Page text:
(29th January 1877: Limoges - 21st December 1969: Paris)
The son of a serviceman who distinguished himself during the campaigns of the Second Empire in Africa and Asia and of a Genoese mother, Georges Catroux inherited a sense of service and a taste for distant lands. After attending schools in Limoges, Angers and Rennes depending on where his father was stationed, he went to the Prytanee National Military Academy in La Flèche and then the Special Military School of St. Cyr in 1896, graduating in the class of "great manoeuvres", before opting for the Foot Chasseurs Corps (Grenoble). In 1900, as a young lieutenant in the Foreign Legion, he was sent on a pacifying mission to the Sahara. Three years later, he was in Indochina to assist the Governor General Paul Beau, before leaving again for North Africa, firstly to Algeria where he encountered Lyautey (he would write a few years later about Lyautey the Moroccan ), and then to Morocco where, until 1911, he carried out preparatory operations for the occupation of the country, before returning to Algiers alongside the Governor General Lutaud. At the beginning of the First World War, he was in command of the 2nd regiment of Algerian tirailleurs. Wounded near Arras in October 1915, he was taken prisoner and met Charles de Gaulle at the 9th Fort in Ingolstadt.
He was a member of the French military expedition to Arabia in 1919-1920 and then appointed Governor of the State of Damascus, where he laid the foundations for the administration and governance of Syria, before carrying out the role of military attaché in Constantinople - he would share his Levantine experiences in Deux missions au Moyen-Orient (Two missions in the Middle East), 1919-1922. Lyautey recalled him to Morocco from June to October 1925 during the Rif war. Assigned to Henri de Jouvenel, the High Commissioner of the Levant, Catroux defended the argument for the independence of Syria and the Lebanon. Unable to find favourable support, he asked to be relieved of his duties and returned to the desert in 1927 to lead the 6th regiment of Algerian tirailleurs in Tlemcen. Promoted to Colonel and then to General, he commanded in Marrakech from 1931 to 1934, followed by Mulhouse and then the 19th Army Corps in Algiers from 1936 to 1939. When war was declared in September 1939, Catroux had been Governor General of Indochina for three months: then a reserve officer, he had been recalled by Mandel on the 21st August to fill this position. On the armistice he had to deal with a government that refused the presence of foreign troops in the country and promote relations with China and the Japanese, who were eager to take hold on the continent in order to take on Peking. The Vichy government removed him from office on the 26th July 1940. He therefore refused to return to France and decided to rally support for the Free French (France Libre) via Singapore and Cairo. Arriving in London on the 17th September 1940, General de Gaulle gave him the task of preparing the rallying of the States of the Levant as the France Libre's representative in the region. In June 1941, as a member of the Council for the Defence of the Empire and Commander in Chief and General Delegate for the France Libre in the Middle East, he announced the independence of Syria and the Lebanon. On he 19th July he was appointed High Commissioner of the France Libre in the Levant on the orders of General Wilson, the Commander in Chief of British troops in this area. He took part in the negotiations following the landings in North Africa and, when appointed Commander of the French Forces on the 25th November 1942, he took on the task of reuniting the overseas territories under his authority, whilst at the same time playing an intermediary role between de Gaulle and Giraud. In May 1943, as State Commissioner on the French Liberation Committee, he was given the task of coordinating Muslim affairs and drafted the order of the 7th March 1944 granting French nationality to certain categories of Muslims and the possibility of obtaining it for others. Governor General of Algeria in June 1944 and a Companion of the Liberation, he was appointed Secretary of State for North Africa in the provisional government of the French Republic on the 9th September that same year.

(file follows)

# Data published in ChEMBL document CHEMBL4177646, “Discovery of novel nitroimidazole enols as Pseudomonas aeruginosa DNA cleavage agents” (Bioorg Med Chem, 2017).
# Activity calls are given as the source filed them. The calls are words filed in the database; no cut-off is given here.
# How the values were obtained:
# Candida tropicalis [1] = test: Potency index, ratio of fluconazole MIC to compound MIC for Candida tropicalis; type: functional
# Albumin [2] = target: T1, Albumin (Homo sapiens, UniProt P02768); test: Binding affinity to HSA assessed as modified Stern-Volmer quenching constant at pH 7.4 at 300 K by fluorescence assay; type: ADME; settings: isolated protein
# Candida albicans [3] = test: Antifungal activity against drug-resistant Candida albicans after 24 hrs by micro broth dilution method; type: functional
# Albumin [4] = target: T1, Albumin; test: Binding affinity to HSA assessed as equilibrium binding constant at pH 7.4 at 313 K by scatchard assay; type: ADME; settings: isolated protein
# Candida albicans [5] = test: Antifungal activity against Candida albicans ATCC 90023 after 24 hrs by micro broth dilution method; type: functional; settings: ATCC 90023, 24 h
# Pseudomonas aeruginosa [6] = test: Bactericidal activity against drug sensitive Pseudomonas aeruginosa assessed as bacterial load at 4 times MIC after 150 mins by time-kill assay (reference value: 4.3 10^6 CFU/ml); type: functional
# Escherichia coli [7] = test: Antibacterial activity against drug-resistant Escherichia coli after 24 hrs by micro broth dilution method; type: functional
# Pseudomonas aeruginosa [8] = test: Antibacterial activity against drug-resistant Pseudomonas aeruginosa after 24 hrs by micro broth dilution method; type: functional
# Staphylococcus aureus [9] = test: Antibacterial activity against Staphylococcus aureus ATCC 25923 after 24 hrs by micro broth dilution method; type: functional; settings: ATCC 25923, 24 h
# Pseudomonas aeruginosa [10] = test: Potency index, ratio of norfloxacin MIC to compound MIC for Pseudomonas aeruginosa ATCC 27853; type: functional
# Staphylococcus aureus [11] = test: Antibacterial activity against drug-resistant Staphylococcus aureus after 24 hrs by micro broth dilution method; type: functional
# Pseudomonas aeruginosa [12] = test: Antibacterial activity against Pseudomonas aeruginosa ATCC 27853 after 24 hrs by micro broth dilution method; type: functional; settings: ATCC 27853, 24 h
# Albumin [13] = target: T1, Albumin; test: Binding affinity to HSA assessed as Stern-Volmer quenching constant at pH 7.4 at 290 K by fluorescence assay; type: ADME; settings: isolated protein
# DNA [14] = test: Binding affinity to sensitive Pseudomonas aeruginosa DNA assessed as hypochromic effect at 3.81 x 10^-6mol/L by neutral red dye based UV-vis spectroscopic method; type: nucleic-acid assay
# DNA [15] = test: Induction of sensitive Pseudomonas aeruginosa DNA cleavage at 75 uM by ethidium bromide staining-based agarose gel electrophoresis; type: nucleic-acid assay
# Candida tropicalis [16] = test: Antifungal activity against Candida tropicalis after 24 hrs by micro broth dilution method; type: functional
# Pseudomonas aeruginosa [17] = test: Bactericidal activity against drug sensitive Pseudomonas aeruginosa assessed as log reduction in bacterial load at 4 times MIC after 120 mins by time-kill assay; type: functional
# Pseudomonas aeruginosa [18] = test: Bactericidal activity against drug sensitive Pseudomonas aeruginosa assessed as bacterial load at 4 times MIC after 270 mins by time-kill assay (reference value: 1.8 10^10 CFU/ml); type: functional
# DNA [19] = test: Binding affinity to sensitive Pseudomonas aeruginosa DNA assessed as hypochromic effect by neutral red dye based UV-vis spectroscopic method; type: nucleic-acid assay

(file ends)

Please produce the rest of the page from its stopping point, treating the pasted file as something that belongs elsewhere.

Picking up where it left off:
He was French Ambassador to the Soviet Union from 1945 to 1948, an experience that he would make the subject of J'ai vu tomber le rideau de fer, (I saw the iron curtain fall) and served as diplomatic advisor to the government on his return, when he was promoted to the dignity of Grand Chancellor of the Légion d'honneur in 1954. While a commission was set up to determine the responsibility for the defeat of Dien Bien Phu, he would express his opinions of this war in Deux actes du drame indochinois (Two acts of the Indochinese drama). In 1955, when he was chosen to resolve the troubles in Morocco, he played a predominant role in the negotiations for the return of sultan Mohammed V, who was exiled in Madagascar. The following year, he carried out the duties of resident minister in Algeria, but resigned because of hostile demonstrations against Europeans. In 1961, Catroux was a member of a military tribunal responsible for judging the Putschist Generals Challe and Zeller and their accomplices. Retired from active service in 1969 and made a Companion of the Liberation, Georges Catroux died on the 21st December, in the Val-de-grâce hospital. He is buried in the cemetery in Thiais (Val-de-Marne).